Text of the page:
This sounded too ambitious for me, and the weather was deteriorating so I decided to return to Sligacahn via Coire a’ Bhasteir. Martine and Gavin disappeared into the mist, heading west. I put on crampons for the descent into the coire, but couldn’t make up my mind about the stability of the snow slope. Fionn Coire looked safer. However, I had lent my Harvey’s map to Gavin and could not remember much about the route so I ended up retracing our steps back over Sgurr a’ Bhasteir. I met the other two at the foot of the ridge and we made our way back to Sligachan.



A much better day in prospect, I joined Martine, Ken, Liz and Piotr to do Sgurr Dubh an Da Bheinn and Sgurr nan Eag at the south end of the main ridge. Starting from the Glen Brittle campsite, we followed the path into lower Coire Lagan, crossed its floor and climbed up the Sgumain stone chute. There was still plenty of snow lying, which made clambering over boulders onerous at times. At the Bealach Coir’ a’ Ghrunnda we had intended to traverse the headwall of the coire to reach the main ridge south of the TD Gap at Bealach Coir’ an Lochan. However, the mist was thick and showing little sign of improvement and the snow underfoot was making progress difficult. We decided to descend to the lochan, skirt its north and east shore to a point opposite the island, to be sure that the Bealach a’ Garbh-choire was directly above. It was a good plan and we quickly reached the main ridge, just as the cloud lifted to reveal the Black Cuillin in glorious sunshine. Skipping Sgurr Dubh an a Bheinn, we climbed southwards to reach the summit of Sgurr nan Eag.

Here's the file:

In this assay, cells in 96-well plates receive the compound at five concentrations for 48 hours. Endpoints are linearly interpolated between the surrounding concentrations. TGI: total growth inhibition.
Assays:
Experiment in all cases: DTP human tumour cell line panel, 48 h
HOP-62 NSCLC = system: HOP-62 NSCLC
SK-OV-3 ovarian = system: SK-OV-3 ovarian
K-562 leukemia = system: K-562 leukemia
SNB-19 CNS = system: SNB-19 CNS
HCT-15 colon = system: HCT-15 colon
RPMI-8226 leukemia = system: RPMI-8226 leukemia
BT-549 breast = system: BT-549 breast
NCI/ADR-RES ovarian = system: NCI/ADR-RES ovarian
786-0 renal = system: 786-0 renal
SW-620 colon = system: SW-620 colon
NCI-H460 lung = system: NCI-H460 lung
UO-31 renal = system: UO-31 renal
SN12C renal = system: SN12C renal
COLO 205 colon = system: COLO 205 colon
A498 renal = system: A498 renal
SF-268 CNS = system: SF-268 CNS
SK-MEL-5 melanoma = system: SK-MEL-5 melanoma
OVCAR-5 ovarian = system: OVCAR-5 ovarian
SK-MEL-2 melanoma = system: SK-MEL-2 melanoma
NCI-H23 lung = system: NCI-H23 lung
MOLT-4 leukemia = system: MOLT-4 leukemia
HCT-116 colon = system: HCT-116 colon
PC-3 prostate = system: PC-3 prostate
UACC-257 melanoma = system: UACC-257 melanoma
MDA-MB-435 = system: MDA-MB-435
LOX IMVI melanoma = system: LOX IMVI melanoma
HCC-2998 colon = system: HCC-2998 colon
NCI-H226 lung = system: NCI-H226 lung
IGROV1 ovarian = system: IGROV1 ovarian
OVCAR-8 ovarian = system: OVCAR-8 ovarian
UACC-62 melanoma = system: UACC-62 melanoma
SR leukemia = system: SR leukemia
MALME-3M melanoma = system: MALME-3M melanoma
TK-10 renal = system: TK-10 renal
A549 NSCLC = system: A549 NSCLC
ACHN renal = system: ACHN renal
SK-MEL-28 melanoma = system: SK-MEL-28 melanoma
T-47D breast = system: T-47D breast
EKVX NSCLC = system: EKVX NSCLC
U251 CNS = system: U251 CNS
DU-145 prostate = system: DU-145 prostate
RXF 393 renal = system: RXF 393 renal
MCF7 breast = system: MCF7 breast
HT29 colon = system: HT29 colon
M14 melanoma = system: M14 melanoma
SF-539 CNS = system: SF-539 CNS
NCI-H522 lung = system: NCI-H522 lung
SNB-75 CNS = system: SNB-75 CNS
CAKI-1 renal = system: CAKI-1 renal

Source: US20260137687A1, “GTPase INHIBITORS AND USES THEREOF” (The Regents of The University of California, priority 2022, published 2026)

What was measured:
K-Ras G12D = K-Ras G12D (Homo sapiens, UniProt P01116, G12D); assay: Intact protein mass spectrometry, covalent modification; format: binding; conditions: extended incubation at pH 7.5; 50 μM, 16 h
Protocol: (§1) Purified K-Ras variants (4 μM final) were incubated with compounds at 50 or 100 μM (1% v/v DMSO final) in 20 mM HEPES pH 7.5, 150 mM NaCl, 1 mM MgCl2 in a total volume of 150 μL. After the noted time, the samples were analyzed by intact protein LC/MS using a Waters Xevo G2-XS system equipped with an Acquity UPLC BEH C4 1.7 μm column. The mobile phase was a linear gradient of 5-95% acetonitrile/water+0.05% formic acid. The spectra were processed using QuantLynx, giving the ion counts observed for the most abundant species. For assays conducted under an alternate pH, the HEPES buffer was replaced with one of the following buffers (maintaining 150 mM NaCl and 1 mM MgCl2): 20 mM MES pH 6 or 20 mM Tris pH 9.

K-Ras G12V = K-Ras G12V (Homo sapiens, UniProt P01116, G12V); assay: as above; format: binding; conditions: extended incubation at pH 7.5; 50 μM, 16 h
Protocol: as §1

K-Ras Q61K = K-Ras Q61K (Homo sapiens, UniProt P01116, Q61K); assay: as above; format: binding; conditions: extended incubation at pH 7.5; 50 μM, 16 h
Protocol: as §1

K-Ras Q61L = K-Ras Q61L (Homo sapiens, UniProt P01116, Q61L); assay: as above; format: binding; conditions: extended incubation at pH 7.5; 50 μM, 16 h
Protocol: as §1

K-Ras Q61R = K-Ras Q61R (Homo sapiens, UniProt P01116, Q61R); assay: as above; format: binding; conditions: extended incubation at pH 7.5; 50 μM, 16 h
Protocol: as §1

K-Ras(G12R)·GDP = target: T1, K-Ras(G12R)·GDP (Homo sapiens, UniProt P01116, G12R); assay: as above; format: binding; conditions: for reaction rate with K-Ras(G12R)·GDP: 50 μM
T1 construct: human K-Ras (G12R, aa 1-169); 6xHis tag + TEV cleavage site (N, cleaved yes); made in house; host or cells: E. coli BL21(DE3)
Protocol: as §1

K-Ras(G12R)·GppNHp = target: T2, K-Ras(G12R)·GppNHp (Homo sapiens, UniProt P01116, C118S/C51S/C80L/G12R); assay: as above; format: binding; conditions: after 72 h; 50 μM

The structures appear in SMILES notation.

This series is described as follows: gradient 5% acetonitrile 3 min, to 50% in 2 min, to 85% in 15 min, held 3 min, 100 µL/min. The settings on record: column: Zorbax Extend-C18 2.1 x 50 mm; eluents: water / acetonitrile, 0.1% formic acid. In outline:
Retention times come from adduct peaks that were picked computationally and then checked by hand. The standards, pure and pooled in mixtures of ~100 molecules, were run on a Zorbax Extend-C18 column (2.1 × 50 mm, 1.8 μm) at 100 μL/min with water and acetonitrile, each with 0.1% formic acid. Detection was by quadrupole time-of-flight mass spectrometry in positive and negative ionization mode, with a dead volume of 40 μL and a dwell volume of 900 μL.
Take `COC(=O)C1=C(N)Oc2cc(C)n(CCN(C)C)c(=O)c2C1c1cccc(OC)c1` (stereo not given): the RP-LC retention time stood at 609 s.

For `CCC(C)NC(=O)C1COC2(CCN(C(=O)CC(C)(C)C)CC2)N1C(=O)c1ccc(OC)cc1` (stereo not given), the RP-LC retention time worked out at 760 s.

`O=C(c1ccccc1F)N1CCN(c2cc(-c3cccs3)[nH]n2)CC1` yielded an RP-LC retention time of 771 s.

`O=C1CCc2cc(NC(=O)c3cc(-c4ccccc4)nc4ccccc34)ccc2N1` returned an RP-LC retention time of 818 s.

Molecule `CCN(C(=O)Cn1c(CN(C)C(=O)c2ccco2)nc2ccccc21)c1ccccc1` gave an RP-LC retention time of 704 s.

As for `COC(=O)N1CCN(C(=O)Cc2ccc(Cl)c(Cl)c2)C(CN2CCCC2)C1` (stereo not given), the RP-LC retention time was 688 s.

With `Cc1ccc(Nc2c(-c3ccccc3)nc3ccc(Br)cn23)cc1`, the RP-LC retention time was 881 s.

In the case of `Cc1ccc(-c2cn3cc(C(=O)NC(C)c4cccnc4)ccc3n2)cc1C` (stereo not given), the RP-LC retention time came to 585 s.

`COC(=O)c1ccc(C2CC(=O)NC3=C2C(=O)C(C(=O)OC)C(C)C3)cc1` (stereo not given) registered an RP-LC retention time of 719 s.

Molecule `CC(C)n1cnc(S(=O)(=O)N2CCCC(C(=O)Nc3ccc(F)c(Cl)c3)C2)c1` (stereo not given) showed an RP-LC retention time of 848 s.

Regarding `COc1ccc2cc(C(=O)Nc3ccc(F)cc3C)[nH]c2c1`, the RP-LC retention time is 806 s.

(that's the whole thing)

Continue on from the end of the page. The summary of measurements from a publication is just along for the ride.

After some discussion we decided to descend the SW slope of the hill rather than retrace our route to Coir’ a’Ghrunnda. This was a new route for all of us. It was very steep with lots of unstable scree, making it hard work, but we enjoyed the wide-open seascape and bright sunshine. Finding the path between Glen Brittle and Coruisk, and its branch to Coir’ a’ Ghrunnda much improved, we made swift progress back to the campsite. The great rolling slabs of lower Coir’ a’ Ghrunnda, seen to advantage as we passed below, bore little if any snow and could have offered an untroubled passage either up or down. We probably had a harder day than necessary, but a very good one.